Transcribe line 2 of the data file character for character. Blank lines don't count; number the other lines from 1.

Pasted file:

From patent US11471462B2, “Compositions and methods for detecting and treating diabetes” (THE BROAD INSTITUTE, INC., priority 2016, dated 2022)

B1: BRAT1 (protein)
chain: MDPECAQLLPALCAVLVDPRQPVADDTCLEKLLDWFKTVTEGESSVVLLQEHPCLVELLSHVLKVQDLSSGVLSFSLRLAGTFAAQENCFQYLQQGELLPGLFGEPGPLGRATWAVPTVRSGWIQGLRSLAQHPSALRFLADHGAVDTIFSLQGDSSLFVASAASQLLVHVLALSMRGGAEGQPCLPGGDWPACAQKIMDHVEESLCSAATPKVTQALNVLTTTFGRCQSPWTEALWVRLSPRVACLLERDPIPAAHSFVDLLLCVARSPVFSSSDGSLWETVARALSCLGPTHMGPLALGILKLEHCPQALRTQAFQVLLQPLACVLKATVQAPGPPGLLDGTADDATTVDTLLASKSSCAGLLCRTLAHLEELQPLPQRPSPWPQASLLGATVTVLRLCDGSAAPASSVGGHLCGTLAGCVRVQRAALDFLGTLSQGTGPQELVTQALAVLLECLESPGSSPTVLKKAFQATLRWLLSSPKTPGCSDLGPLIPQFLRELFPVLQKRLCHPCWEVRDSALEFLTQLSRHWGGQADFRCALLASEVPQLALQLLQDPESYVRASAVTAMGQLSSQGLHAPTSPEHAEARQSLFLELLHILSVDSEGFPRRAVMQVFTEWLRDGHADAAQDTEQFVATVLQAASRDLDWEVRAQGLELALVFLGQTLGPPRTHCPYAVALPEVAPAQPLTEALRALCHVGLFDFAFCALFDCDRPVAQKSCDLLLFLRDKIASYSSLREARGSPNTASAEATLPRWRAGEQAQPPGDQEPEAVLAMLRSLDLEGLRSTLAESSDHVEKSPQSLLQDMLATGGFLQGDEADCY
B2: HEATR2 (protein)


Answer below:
B1: BRAT1 (protein)